The surveys will be Led by Dr Heather James, of Northlight Heritage, and accompanied by members of the Clan MacFarlane, the local community and members of the Association of Certificated Field Archaeologists. We anticipate the surveys will start in March and will be completed approximately 3 months later.
1. Ardleish, possibly, one of the first strongholds for the Clan.
2. Inverioch House, the last Clan House / Castle. What remains of the house is now incorporated into the Claymore Hotel.
3. Clattochmore, the Clan House / Castle in use at the time of the fighting with the Colquhouns. It’s exact location remains unknown.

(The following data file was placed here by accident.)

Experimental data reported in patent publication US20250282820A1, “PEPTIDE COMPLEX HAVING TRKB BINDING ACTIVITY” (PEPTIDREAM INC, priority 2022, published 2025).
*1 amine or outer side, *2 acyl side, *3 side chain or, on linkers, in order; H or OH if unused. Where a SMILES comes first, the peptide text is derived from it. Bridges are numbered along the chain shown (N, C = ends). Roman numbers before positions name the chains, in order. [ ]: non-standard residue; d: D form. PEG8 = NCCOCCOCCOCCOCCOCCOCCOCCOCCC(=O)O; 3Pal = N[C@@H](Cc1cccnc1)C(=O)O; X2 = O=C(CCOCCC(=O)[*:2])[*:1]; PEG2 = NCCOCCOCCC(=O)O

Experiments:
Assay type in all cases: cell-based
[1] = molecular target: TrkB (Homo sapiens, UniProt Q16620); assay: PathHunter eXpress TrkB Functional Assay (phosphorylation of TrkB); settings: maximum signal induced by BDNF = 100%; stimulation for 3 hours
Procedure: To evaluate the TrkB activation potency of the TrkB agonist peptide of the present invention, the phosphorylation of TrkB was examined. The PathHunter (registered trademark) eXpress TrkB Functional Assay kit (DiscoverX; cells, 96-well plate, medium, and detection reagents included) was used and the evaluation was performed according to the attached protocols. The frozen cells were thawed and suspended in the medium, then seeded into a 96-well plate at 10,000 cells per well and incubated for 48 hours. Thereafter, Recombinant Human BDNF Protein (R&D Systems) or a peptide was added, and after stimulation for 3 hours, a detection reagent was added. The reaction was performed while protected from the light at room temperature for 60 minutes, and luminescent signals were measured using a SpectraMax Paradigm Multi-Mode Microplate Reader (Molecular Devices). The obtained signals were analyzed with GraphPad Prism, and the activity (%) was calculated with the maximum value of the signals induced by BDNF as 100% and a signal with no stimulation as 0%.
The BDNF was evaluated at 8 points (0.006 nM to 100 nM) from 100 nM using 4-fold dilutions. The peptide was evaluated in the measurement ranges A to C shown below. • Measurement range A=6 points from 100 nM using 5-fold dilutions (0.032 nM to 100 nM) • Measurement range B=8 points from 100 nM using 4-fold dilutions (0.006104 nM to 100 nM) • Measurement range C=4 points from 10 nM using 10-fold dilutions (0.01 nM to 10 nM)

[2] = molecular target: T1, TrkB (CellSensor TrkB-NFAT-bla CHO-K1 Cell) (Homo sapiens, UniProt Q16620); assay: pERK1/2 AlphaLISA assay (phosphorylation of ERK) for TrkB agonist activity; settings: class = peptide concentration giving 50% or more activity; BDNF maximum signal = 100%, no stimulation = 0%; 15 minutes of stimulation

4. The almshouse at ‘Croiteaphurte’, built by John MacFarlane in the 16th century. It’s exact location remains unknown.
5. Tynalarach, a set of ruins southwest of Arrochar.
6. Stuc na Cloich (The “Black Village”), local legend says this is where those afflicted with the plague were quarantined.
7. Blarannich, an old settlement along the western shore of Loch Lomond.
Periodic progress reports will be prepared as the surveys take place. They will include photographs and simple writeups. These reports will appear on the Clan MacFarlane Worldwide’s website, in the Loch Sloy, and on the Facebook Group page as appropriate.
Once the results from Phase 1 have been analyzed, the site with the most archeological value will be selected for excavation. An initial hand-drawn offset plan of the site will be undertaken in order to establish a temporary bench mark and grid points from which all other plans and sections will be related.